Dependency Injection Made Composable

Episode #91 • Feb 17, 2020 • Subscriber-Only

While we love the “environment” approach to dependency injection, which we introduced many episodes ago, it doesn’t feel quite right in the composable architecture and introduces a few problems in how we manage dependencies. Today we’ll make a small tweak to the architecture in order to solve them!

Dependency Injection Made Composable
Introduction
00:40
Effects recap
02:17
Environment recap
08:31
Current problems
11:19
Environment in the reducer
16:52
Environment in the store
23:34
Erasing the environment from the store
27:44
Till next time
31:58

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Introduction

When introducing the composable architecture last year we put a particular emphasis on side effects and testing. In fact, we devoted 8 entire episodes to those topics. This is because every architecture needs to have a story for side effects: it’s just a fact of life. But as soon as you introduce side effects you run the risk of destroying testability.

However, we were able to make side effects and testability live in harmony by employing an old technique that we talked about nearly two years ago: the environment. The environment provides a single place to put all of the things that can cause side effects, and we forbid ourselves from using any dependencies unless it is stored in the environment. This gives us a consistent way of accessing dependencies, and makes it trivial to swap out dependencies for controlled ones in tests, playgrounds, and we can even use mock dependencies when running the actual application if we wanted. This can be particularly useful if you don’t have internet or want to test your app in a very specific state.

However, the solution we gave is not the whole picture. It works well enough in many cases, but it has a few problems, and we can devise a much more robust and universal solution to the problem of dependencies in the composable architecture. In order to see this all we have to do is make a very small tweak to our reducer signature, and everything will naturally follow.

But before we get into that, let’s remind ourselves how we used the environment technique to control and test our side effects.

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Exercises

  1. Fix the PrimeTime application so that it works with the new reducer signature we developed in this episode.

  2. What are the differences between the reducer we defined in the episode:

    (inout Value, Action, Environment) -> [Effect<Action>]
    

    And this alternative formulation, where Environment has been curried to after Value and Action?

    (inout Value, Action) -> (Environment) -> [Effect<Action>]
    

    Update the ComposableArchitecture module to use this form of Reducer. What impact does it have on behavior and ergonomics?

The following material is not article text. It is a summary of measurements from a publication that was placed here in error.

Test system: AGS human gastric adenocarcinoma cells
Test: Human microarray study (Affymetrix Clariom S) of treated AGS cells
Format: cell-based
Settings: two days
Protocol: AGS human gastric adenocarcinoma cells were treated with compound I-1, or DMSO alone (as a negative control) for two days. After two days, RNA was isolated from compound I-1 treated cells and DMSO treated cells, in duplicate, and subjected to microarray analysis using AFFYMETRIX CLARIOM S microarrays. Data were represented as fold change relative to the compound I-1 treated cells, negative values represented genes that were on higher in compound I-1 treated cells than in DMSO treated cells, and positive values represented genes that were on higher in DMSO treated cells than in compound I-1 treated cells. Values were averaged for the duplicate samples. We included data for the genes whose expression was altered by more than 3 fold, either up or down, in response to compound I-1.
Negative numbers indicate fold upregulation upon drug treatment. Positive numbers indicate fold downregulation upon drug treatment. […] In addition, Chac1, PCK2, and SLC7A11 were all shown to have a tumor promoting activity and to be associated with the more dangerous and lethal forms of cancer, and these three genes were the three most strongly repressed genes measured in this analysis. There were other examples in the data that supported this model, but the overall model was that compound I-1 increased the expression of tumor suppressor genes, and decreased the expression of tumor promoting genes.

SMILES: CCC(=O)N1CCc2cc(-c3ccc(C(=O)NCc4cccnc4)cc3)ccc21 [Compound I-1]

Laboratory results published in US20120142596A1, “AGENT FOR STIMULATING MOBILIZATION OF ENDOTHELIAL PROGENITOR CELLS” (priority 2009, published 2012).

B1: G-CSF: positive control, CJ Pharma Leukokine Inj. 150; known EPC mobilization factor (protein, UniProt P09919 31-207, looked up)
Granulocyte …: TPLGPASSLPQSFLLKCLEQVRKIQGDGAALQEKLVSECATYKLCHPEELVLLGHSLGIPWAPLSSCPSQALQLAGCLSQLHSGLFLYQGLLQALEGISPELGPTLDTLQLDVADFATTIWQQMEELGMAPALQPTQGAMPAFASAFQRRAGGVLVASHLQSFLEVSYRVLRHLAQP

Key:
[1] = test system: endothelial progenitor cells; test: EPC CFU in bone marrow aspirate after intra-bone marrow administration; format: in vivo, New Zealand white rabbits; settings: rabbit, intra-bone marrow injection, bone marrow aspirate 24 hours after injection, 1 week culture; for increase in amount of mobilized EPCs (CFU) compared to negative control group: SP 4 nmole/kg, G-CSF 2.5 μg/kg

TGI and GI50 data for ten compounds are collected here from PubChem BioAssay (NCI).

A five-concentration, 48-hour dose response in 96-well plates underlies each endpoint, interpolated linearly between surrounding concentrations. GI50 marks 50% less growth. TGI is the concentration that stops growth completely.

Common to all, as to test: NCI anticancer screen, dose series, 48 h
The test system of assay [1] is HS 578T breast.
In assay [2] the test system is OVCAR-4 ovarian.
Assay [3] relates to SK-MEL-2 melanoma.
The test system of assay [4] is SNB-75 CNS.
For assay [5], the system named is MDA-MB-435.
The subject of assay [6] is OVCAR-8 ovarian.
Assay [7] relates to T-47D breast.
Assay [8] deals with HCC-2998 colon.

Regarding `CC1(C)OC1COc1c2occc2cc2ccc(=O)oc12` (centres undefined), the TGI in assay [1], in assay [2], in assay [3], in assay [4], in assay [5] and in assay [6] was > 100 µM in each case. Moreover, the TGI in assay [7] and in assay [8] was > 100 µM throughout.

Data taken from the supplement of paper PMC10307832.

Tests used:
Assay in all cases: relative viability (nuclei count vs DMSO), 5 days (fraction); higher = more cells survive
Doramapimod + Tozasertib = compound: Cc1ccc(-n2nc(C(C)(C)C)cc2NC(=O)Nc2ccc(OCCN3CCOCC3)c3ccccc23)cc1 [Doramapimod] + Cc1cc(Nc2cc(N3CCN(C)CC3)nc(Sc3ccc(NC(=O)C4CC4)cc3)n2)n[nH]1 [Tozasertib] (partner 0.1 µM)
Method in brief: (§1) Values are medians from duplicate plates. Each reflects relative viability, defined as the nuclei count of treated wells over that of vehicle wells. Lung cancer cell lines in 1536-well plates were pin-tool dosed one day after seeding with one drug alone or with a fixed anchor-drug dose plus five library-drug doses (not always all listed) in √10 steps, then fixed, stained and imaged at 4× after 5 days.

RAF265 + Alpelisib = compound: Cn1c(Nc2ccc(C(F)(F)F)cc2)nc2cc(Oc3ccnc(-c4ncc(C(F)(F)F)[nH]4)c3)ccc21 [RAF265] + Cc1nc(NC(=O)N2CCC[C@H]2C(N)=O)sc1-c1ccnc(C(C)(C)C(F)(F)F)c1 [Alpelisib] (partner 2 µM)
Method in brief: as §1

Solution

    The architecture now looks like this:

    public typealias Reducer<Value, Action, Environment> = (inout Value, Action) -> (Environment) -> [Effect<Action>]
    
    public func combine<Value, Action, Environment>(
      _ reducers: Reducer<Value, Action, Environment>...
    ) -> Reducer<Value, Action, Environment> {
      return { value, action in
        let effects = reducers.map { $0(&value, action) }
        return { environment in effects.flatMap { $0(environment) } }
      }
    }
    
    public func pullback<LocalValue, GlobalValue, LocalAction, GlobalAction, LocalEnvironment, GlobalEnvironment>(
      _ reducer: @escaping Reducer<LocalValue, LocalAction, LocalEnvironment>,
      value: WritableKeyPath<GlobalValue, LocalValue>,
      action: CasePath<GlobalAction, LocalAction>,
      environment: @escaping (GlobalEnvironment) -> LocalEnvironment
    ) -> Reducer<GlobalValue, GlobalAction, GlobalEnvironment> {
      return { globalValue, globalAction in
        guard let localAction = action.extract(from: globalAction) else { return { _ in [] } }
        let localEffects = reducer(&globalValue[keyPath: value], localAction)
    
        return { globalEnvironment in
          localEffects(environment(globalEnvironment)).map { localEffect in
            localEffect.map(action.embed)
              .eraseToEffect()
          }
        }
      }
    }
    
    public func logging<Value, Action, Environment>(
      _ reducer: @escaping Reducer<Value, Action, Environment>
    ) -> Reducer<Value, Action, Environment> {
      return { value, action in
        let effects = reducer(&value, action)
        let newValue = value
        return { environment in
          [.fireAndForget {
            print("Action: \(action)")
            print("Value:")
            dump(newValue)
            print("---")
            }] + effects(environment)
        }
      }
    }
    
    public final class Store<Value, Action>: ObservableObject {